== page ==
Overhead Power Line Safety for Contractors

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1 Overhead Power Line Safety for Contractors By following simple procedures, you can save lives and prevent accidents.

2 Working Safely As a contractor, before you can even break ground on a construction project, you have a lot of up-front work to accomplish. This booklet provides information that will assist you in your job planning and construction phases, along with information about safety precautions, on-site supervision, safe monitoring of heavy equipment operators, and crane operations. NorthWestern Energy is willing to be your partner when it comes to working safely around utility installations near your construction project whether they are electric, natural gas, or propane. Working together, we can save lives and prevent accidents. Overhead Utilities Blinding sunlight struck Jim s eyes as he surveyed the project site. Only a few power lines were overhead. Easily avoidable, thought Jim, as his crew began to gather around. It s going to be a nice day, said one workman, as the crane slowly moved into place, its boom swinging too high and far to the right. Hey, watch the boom! yelled Jim, waving his hands at the crane operator. Startled, the crane operator strained to hear him over the engine s drone. What? Then he saw it, just before the boom struck the lines. Sparks flew as the operator jumped from the cab to the ground. Everyone scattered. Watch it, the area s 2

3 energized with electricity, shouted Jim, warning his crew. That s when Jim saw his crane operator on the ground. He s hurt, shouted a co-worker. What could have been done to prevent this accident? Electrical contacts are among the most frequently repeated of all construction accidents, and many involve equipment contacting overhead electrical power lines, such as cranes. In fact, power line contact is the largest single cause of fatalities associated with cranes. If correct safety procedures are actively practiced, these incidents can be avoided. When working near any overhead power line, keep a 10-foot circle of safety between you, your equipment, and the line. Practice the 10-foot safety, rule and be safe. For crane operations reference the Crane Procedures section of this pamphlet. When operating any type of high-lift or heavy equipment near power lines, or electrical equipment, it is important to exercise extreme caution and adhere to safe equipment operation guidelines. Do not allow any part of machinery or equipment to come within the allowable approach distance of power lines (see chart on panel inside booklet). Not only does that violate the Occupational Safety and Health Administration (OSHA) rule, section , but it also is dangerous for the operator and other employees in the area. 3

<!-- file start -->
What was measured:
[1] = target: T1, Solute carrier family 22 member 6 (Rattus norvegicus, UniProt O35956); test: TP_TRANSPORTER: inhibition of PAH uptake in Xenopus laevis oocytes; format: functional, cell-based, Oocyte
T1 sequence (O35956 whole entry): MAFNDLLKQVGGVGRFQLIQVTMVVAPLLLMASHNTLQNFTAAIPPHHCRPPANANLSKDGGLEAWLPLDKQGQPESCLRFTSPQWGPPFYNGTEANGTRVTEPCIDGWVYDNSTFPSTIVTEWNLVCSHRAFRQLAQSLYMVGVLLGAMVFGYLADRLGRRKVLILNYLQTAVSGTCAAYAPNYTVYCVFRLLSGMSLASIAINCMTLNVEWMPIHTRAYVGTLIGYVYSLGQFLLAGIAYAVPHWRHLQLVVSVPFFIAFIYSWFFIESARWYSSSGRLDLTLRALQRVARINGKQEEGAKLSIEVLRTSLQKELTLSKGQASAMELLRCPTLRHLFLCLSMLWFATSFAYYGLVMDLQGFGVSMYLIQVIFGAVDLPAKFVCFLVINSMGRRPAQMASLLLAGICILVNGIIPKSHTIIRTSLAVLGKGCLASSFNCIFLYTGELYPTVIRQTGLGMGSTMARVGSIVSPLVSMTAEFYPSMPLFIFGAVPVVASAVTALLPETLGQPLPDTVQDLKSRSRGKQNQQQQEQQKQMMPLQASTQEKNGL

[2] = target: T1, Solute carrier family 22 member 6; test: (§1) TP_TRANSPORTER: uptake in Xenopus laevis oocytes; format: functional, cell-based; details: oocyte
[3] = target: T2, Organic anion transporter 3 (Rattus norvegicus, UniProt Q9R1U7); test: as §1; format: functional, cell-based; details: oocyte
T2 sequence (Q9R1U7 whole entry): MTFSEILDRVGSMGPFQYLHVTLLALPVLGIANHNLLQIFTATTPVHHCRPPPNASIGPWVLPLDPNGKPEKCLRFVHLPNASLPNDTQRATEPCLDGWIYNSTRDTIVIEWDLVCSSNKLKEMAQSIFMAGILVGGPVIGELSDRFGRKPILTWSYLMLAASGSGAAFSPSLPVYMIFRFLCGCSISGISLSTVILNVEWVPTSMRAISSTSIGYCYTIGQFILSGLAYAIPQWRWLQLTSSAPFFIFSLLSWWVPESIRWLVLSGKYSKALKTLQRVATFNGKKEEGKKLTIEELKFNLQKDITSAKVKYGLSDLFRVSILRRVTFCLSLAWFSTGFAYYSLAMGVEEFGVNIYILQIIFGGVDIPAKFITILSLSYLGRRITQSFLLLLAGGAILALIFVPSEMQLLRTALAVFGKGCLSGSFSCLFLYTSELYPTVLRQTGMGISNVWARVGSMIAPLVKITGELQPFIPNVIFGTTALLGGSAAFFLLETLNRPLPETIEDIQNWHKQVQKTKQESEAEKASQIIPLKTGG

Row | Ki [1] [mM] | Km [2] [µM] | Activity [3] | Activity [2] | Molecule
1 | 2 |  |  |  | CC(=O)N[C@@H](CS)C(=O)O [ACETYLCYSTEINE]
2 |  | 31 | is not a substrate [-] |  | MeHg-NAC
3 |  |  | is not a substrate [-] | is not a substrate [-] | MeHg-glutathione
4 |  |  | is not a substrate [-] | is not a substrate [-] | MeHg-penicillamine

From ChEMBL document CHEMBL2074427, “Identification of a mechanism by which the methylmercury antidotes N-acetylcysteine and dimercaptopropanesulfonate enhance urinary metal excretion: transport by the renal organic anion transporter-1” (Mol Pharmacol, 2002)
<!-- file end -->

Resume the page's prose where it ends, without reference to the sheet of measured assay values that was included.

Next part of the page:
4 Safety Considerations Electricity will flow through any metal or other conducting material touching energized lines, even wood. When machinery, equipment, or materials contact electrical lines, all conductive parts become energized and are dangerous. Electric lines can break or burn, in two, causing the energized line to fall onto communication wires, fences, or other objects. These, in turn, may become energized and dangerous. Only trained personnel using special tools and personal protective equipment (PPE) can work around high voltage. These tools and equipment are regularly maintained, tested, and inspected. Please notify us of any incident involving contact with an energized NorthWestern Energy power line so we may inspect the site, make the appropriate repairs, and avoid future problems or damage. Other local utilities or government agencies may also need to be notified. If contact occurs, completely inspect the machine for possible damage. Wire rope should be replaced if it touches a power line since the arc is usually of sufficient high temperature to either weld or badly damage the wires. Pre-Job Planning During the pre-job planning phase after your first site survey is made plans should be developed for working around any energized electric lines. Overhead power lines can be a hazard in any construction project, whenever any conductive objects are raised into the air, such as when guying towers or structures, moving houses, installing TV antennas, constructing a scaffold or tower, or operating cranes and high-lift equipment. Take care of any safety concerns prior to the start of work or the arrival of any heavy equipment to prevent accidents and avoid job delays. Don t take chances with your safety. 4

5 Safety Precautions Post warning signs prominently on all cranes or high lift equipment to effectively keep job personnel on the alert for accidental electrical contact and what to do in an emergency. Do not stockpile, load, or unload any material near, underneath power lines. Do not locate access roads or ramps near, underneath power lines. Treat all power lines as energized until confirmed by a utility employee they are de-energized. Exercise caution when working near overhead lines that have long spans between poles. Wind can make them swing laterally. Ice buildup causes sagging. Site Supervision When power lines are present near the work area, the person in charge of the job site is responsible for the safety of the general public, equipment, and personnel. Contractors should establish and enforce the following to prevent contact and accidents: Let employees and subcontractors know the absolute limit of approach the area surrounding every energized electrical power line. Choose operating locations to maintain maximize clearances from power lines. Do not, under any circumstances, move any crane boom, high-lift equipment, or load line into this area. All commercial-cage type boom guards, insulating links, and proximity warning devices have limitations; utilize these devices with extreme caution. 5